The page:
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811 F.

2d 1505
Unpublished Disposition

NOTICE: Fourth Circuit I.O.P. 36.6 states that citation of

unpublished dispositions is disfavored except for establishing
res judicata, estoppel, or the law of the case and requires
service of copies of cited unpublished dispositions of the Fourth
Mack PEYATT, Appellant,
Manfred HOLLAND, Warden, WV Penitentiary, Appellee.
No. 85-6488.

United States Court of Appeals, Fourth Circuit.

Submitted Jan. 5, 1987.
Decided Feb. 4, 1987.

Before WIDENER and WILKINSON, Circuit Judges, and SENTELLE,

District Judge for the Western District of North Carolina, sitting by
James A. McLaughlin; Deborah L. McHenry, West Virginia College of
Law, on brief, for appellant.
Charles G. Brown, Attorney General; Mary Rich Maloy, Assistant
Attorney General, on brief, for appellee.

In this case appellant Mack Peyatt filed a petition seeking habeas corpus relief
pursuant to 28 U.S.C. Sec. 2254 in the United States District Court for the
Northern District of West Virginia. In that habeas corpus petition Peyatt briefly
listed ten grounds for relief but did not include any facts in support of the
petition. Instead Peyatt attached a copy of his Petition for Writ of Error and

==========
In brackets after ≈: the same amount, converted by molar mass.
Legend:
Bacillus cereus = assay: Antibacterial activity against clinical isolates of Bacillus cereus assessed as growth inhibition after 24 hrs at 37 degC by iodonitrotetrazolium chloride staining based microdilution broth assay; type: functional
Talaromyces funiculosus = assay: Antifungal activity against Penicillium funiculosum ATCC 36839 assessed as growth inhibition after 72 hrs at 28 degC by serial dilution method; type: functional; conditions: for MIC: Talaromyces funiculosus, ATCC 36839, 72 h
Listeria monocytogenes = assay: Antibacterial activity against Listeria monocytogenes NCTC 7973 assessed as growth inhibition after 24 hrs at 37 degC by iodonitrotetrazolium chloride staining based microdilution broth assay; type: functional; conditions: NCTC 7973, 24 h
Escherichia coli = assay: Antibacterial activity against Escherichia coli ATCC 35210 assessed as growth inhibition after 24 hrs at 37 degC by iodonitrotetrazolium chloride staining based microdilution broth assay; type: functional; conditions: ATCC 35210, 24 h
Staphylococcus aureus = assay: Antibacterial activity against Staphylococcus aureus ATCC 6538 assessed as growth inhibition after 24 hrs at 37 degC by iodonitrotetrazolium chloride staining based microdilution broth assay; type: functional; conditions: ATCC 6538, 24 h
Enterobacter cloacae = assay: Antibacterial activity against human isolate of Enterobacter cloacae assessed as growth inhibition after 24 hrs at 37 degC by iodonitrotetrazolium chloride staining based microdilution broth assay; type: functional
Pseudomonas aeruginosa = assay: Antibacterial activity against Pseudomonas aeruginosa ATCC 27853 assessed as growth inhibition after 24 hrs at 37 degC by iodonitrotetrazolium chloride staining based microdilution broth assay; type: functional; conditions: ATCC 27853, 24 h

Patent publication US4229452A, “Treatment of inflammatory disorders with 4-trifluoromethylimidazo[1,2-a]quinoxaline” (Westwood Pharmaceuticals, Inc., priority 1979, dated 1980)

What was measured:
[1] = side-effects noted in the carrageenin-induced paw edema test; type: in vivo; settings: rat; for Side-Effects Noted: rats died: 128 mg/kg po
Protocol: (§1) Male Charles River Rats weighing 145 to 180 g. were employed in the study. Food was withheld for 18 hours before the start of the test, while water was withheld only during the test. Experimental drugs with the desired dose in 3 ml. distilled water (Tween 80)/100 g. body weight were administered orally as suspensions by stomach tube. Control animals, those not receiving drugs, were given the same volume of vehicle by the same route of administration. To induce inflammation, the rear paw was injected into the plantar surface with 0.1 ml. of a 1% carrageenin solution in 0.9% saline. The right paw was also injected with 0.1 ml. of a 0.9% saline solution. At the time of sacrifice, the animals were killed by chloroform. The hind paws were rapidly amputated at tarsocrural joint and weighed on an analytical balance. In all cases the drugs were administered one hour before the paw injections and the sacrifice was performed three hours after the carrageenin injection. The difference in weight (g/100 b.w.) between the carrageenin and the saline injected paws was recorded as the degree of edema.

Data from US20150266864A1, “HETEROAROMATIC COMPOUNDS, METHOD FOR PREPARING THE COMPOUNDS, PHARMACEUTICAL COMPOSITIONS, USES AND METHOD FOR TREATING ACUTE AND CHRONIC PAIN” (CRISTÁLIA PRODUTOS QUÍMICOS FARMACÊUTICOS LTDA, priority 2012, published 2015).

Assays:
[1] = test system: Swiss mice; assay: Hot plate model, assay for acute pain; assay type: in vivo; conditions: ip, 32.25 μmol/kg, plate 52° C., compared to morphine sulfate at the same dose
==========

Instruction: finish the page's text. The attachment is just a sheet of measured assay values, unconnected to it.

Supersedeas filed by his attorney in the Supreme Court of Appeals of West
Virginia in his direct appeal of his conviction.

Upon examination of the habeas petition the district court discovered that
Peyatt had not supplied the court with facts supporting his petition as required
by Rule 2(c) of the Rules Governing Sec. 2254 Cases, but instead had left that
particular part of the form blank. Therefore the district court returned the
habeas petition to Peyatt directing him to complete the supporting facts section
of the form petition and submit it to the Clerk of the Court within 30 days. The
district court further advised Peyatt that failure to so respond would result in
dismissal of the habeas corpus petition.

Peyatt again filed his habeas corpus petition in the district court. The second
petition was substantially identical to the first, with no supporting facts
included, and with a copy of the Petition for Writ of Error attached as before.
The district court then dismissed the habeas corpus petition without prejudice
for failure to comply with Rule 2(c) and with the earlier order of that court.

While the district court would probably have been justified in accepting and
acting upon Peyatt's habeas corpus petition as prepared, it was not required so
to do. We find no error in the district court's dismissal of the petition for failure
to comply with an order of that court. Its action was not an abuse of discretion.

The judgment of the district court is accordingly